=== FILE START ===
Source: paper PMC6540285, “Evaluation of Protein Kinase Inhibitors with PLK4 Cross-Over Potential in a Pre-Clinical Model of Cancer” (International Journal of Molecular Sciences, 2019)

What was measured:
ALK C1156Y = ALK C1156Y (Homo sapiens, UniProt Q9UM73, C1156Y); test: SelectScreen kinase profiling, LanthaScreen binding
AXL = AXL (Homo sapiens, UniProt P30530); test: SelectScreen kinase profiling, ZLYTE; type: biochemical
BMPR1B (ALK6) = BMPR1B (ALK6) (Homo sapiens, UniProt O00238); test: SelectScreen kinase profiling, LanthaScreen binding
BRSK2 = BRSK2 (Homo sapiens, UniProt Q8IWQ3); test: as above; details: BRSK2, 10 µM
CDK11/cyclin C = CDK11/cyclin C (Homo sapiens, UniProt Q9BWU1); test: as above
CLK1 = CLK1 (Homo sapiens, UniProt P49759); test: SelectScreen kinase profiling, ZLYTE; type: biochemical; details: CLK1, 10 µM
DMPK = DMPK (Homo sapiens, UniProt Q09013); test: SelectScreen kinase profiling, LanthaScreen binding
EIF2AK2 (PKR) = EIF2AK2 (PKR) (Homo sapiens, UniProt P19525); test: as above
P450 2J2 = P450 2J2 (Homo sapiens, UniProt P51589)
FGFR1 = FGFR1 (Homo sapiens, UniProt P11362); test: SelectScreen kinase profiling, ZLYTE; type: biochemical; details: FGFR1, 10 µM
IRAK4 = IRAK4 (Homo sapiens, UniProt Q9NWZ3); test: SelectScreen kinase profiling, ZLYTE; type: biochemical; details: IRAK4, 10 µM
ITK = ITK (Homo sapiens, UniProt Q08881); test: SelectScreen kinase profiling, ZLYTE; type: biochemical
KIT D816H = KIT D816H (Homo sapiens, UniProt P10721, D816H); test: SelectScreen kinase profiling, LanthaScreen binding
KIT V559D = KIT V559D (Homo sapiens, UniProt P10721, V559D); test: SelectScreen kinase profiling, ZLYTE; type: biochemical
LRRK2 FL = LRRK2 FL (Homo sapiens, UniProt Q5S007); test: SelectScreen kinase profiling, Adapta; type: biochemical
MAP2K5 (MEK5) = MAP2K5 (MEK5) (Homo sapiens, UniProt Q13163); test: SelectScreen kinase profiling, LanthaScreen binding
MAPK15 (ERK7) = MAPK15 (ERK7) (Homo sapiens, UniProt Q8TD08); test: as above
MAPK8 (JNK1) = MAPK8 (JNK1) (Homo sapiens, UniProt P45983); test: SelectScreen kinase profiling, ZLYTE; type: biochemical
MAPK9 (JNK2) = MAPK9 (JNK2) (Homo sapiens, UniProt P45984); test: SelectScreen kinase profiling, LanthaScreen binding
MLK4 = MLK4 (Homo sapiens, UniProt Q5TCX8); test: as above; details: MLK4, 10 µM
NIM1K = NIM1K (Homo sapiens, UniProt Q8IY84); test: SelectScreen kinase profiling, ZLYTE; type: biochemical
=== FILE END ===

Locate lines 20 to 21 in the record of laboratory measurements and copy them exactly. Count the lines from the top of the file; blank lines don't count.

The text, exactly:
MAPK8 (JNK1) = MAPK8 (JNK1) (Homo sapiens, UniProt P45983); test: SelectScreen kinase profiling, ZLYTE; type: biochemical
MAPK9 (JNK2) = MAPK9 (JNK2) (Homo sapiens, UniProt P45984); test: SelectScreen kinase profiling, LanthaScreen binding